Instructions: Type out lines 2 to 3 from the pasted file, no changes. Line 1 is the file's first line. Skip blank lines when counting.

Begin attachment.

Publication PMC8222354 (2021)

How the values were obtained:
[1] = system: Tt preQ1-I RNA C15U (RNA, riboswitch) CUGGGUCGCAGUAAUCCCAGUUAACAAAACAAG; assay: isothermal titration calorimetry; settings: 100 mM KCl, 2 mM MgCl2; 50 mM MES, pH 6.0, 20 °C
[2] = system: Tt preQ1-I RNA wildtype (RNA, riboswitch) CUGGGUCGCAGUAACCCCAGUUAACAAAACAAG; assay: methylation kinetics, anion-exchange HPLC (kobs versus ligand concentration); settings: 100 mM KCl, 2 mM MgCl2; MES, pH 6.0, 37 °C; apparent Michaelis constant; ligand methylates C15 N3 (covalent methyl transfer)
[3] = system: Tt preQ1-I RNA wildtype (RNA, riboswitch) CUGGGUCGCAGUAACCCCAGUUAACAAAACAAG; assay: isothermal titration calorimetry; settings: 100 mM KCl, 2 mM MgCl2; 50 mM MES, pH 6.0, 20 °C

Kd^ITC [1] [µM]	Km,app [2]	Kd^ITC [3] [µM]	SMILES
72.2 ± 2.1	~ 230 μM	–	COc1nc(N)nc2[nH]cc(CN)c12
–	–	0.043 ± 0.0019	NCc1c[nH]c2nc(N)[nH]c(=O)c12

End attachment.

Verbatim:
How the values were obtained:
[1] = system: Tt preQ1-I RNA C15U (RNA, riboswitch) CUGGGUCGCAGUAAUCCCAGUUAACAAAACAAG; assay: isothermal titration calorimetry; settings: 100 mM KCl, 2 mM MgCl2; 50 mM MES, pH 6.0, 20 °C